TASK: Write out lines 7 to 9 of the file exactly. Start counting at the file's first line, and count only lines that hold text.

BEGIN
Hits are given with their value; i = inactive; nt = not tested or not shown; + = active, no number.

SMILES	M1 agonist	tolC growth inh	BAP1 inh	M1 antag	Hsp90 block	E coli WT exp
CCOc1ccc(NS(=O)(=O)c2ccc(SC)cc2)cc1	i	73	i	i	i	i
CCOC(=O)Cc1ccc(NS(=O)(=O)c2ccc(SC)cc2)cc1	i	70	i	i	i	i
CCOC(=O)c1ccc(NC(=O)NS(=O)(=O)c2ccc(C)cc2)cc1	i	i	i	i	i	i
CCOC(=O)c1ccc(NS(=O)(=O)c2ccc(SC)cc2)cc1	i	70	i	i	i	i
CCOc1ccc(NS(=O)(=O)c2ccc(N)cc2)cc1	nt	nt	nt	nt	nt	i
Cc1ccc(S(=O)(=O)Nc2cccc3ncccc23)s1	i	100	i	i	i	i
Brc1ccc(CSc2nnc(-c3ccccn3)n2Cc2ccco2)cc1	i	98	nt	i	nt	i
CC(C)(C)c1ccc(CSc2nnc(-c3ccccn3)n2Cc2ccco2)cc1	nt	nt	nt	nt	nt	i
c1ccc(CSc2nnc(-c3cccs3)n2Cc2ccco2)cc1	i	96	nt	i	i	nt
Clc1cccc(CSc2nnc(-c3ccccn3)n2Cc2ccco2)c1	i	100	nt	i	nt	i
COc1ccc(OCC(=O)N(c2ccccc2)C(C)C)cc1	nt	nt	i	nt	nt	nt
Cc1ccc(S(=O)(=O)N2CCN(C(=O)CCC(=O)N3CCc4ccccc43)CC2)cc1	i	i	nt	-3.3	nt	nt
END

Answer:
CCOc1ccc(NS(=O)(=O)c2ccc(N)cc2)cc1	nt	nt	nt	nt	nt	i
Cc1ccc(S(=O)(=O)Nc2cccc3ncccc23)s1	i	100	i	i	i	i
Brc1ccc(CSc2nnc(-c3ccccn3)n2Cc2ccco2)cc1	i	98	nt	i	nt	i